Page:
California, the very heart of the rooftop solar panel industry, could be facing a major roadblock in the coming months, and its status as one of the most solar-friendly states in the country could change as a result.
The California Public Utilities Commission on Monday holds hearings that could result in changes to the way that solar panel users are reimbursed for the power they generate, improbably making the Golden State the newest front in a battle between power companies and rooftop solar firms. On one side are proponents of solar energy and the companies that make the panels, while arrayed against them are utilities that want policy changes that would result in solar power being less cost-effective for homeowners and businesses that want to use it.
The rooftop solar industry relies on a policy known as net metering. Homeowners with solar panels can take the excess power they generate and send it back into the electricity grid for compensation from the utility. If customers do not receive enough compensation to make the system pay for itself, solar becomes largely useless to those looking to save money.
A bill passed in California two years ago called for reform of the rate structure in the state. Now, the California Public Utilities Commission is reconsidering the policy of net metering and accepting proposals on how it may be changed going forward. The solar industry claims that utilities are proposing changes that would ultimately do away with net metering altogether.
"What net metering looks like determines the economics of solar power," said Bernadette Del Chiaro, executive director of the California Solar Energy Industries Association, the leading solar industry organization in the state. "And we need to make the economics of solar more affordable."
Del Chiaro said that the national spotlight will be on her state over the next few months as the commission reviews and then votes on a final proposal. Although California has led the nation in terms of solar-friendly policies, the relatively young sun power industry cannot compete with the money and influence of the utilities, she said.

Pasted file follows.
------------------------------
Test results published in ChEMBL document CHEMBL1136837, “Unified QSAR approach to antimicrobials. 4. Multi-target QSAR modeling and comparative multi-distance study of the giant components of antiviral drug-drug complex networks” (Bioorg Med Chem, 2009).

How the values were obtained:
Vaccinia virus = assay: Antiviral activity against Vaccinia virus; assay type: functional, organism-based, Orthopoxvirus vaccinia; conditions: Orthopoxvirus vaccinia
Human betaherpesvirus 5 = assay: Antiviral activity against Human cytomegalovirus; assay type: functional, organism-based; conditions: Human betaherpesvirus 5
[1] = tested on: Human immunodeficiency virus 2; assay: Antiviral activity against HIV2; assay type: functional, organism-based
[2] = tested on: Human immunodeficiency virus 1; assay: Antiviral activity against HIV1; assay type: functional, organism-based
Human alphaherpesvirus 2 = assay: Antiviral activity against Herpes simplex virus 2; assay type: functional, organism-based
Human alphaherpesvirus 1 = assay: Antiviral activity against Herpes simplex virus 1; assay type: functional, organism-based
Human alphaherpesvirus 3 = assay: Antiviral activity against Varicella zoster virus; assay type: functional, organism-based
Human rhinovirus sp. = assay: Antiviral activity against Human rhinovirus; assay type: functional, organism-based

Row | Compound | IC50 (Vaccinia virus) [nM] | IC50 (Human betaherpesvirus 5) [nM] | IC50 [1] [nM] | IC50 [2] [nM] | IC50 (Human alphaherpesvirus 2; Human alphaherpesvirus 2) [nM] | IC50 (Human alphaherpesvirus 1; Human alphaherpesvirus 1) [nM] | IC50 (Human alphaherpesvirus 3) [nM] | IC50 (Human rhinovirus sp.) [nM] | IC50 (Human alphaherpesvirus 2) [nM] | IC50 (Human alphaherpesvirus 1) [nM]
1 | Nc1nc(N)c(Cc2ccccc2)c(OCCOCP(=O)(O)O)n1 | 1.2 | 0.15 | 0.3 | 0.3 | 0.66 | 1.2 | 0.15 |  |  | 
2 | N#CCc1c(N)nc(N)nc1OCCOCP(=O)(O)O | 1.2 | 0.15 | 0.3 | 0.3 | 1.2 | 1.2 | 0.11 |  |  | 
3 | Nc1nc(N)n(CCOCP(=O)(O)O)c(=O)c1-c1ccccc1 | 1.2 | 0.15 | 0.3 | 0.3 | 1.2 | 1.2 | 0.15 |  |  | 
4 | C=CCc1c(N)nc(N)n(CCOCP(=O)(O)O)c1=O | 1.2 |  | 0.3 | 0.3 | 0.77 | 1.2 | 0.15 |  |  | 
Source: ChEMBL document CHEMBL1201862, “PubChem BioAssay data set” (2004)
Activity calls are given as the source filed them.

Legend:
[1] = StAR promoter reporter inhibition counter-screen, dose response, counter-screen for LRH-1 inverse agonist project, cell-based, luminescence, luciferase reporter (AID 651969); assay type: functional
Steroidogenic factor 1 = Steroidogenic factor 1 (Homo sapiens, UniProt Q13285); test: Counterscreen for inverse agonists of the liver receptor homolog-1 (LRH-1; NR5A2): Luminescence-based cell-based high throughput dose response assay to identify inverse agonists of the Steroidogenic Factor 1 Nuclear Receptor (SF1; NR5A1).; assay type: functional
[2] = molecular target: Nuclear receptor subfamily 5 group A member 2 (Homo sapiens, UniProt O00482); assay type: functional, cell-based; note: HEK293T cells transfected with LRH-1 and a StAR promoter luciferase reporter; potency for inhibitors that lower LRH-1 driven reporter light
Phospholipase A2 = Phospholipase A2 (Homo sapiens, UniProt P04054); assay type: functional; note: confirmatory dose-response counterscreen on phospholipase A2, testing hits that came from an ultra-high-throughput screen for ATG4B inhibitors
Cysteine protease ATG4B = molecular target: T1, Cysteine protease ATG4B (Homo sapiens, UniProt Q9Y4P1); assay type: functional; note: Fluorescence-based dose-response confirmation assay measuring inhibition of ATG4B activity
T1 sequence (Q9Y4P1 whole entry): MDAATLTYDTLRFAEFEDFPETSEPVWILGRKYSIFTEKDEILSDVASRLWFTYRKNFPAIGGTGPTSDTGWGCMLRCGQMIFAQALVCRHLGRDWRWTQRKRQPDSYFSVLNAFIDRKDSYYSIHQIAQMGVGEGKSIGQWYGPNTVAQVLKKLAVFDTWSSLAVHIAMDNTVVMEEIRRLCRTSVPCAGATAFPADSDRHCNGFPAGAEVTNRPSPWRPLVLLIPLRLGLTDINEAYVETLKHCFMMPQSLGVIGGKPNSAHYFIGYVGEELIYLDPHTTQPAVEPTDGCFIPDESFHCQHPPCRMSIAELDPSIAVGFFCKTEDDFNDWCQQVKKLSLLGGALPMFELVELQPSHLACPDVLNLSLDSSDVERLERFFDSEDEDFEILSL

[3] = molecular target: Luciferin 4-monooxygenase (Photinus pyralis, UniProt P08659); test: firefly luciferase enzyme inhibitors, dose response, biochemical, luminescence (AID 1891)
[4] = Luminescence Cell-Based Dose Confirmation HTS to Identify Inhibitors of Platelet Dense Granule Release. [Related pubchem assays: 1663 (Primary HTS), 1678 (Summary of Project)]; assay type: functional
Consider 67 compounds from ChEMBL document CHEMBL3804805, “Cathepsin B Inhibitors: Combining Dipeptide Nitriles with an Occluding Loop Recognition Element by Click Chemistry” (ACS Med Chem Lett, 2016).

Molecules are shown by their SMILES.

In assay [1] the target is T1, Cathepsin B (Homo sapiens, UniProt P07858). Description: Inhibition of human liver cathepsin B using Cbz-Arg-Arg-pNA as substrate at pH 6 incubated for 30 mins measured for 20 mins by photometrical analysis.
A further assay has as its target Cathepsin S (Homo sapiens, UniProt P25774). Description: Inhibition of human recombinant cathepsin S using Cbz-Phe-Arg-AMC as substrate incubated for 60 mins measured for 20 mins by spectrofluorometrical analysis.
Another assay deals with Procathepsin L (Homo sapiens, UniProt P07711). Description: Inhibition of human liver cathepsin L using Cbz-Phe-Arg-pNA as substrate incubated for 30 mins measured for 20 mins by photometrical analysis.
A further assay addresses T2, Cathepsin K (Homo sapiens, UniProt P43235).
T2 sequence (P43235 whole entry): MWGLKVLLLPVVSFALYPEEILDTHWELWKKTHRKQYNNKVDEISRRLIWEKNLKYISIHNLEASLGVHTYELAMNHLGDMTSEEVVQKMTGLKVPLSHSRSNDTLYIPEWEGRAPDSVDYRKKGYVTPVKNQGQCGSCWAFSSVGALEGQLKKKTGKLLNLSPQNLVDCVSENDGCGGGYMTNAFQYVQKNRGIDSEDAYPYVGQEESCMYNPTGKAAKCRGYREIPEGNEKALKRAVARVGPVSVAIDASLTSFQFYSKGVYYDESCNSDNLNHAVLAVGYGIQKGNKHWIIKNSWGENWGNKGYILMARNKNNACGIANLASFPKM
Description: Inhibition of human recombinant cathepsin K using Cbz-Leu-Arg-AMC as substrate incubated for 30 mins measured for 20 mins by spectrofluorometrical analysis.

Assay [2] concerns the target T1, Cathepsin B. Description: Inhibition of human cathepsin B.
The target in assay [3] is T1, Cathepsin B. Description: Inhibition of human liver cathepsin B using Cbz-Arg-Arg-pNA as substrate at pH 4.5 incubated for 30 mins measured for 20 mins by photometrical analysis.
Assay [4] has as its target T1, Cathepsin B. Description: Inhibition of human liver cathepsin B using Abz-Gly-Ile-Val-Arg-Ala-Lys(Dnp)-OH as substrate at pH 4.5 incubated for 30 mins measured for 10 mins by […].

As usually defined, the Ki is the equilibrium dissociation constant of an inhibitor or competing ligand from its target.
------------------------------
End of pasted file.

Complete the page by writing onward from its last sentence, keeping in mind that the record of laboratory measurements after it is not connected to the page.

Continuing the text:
"They are going for the heart, which is California," she said. "If California's rooftop solar industry goes down, then the rest of the country will follow."
The utilities — in California and elsewhere — argue that all utility customers who use the power grid should pay equally for its maintenance, because solar customers still rely on the infrastructure even though they are generating power themselves.
Rooftop solar advocates are wary of added charges and fees that would hit solar customers if these proposals are voted into law. And if customers are not being compensated for the power they send back to the grid, that makes the entire endeavor less economical and therefore less attractive, they argue.
"California is such a leader in solar that we take any proposal to eliminate it seriously," said Robert Harris, director of public policy at Sunrun, a California-based solar energy company, who added that the proposal "would be catastrophic if passed."
Harris pointed to a proposal from the Office of Ratepayer Advocates (ORA) that he claims could result in an additional $70 in fees for solar customers each month. The ORA is a state agency with a mandate to advocate on behalf of electric power customers.
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Its proposal seeks to keep net metering as is but does suggest fixed monthly charges based on how big a customer's solar system is. The bigger the system, the higher the monthly rate.